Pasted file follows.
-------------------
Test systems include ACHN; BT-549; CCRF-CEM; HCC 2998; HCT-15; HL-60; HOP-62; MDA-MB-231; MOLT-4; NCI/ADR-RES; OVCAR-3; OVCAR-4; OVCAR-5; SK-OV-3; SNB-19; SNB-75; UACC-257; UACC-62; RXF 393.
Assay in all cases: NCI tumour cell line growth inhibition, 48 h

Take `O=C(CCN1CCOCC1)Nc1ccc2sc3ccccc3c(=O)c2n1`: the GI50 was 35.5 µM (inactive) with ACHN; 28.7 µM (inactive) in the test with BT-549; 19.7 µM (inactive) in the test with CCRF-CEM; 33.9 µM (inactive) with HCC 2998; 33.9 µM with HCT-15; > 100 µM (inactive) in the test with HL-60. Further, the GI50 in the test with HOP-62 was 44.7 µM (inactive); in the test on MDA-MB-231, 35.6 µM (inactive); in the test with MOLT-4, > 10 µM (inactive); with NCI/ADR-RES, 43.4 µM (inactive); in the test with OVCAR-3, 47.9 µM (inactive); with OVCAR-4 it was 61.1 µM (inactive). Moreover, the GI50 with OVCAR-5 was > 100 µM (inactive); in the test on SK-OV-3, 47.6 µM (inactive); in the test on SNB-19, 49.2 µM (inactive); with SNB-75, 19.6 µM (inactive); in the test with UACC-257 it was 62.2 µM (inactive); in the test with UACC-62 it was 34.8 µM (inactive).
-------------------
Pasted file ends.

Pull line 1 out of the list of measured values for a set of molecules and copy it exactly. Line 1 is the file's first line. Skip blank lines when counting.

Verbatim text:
Test systems include ACHN; BT-549; CCRF-CEM; HCC 2998; HCT-15; HL-60; HOP-62; MDA-MB-231; MOLT-4; NCI/ADR-RES; OVCAR-3; OVCAR-4; OVCAR-5; SK-OV-3; SNB-19; SNB-75; UACC-257; UACC-62; RXF 393.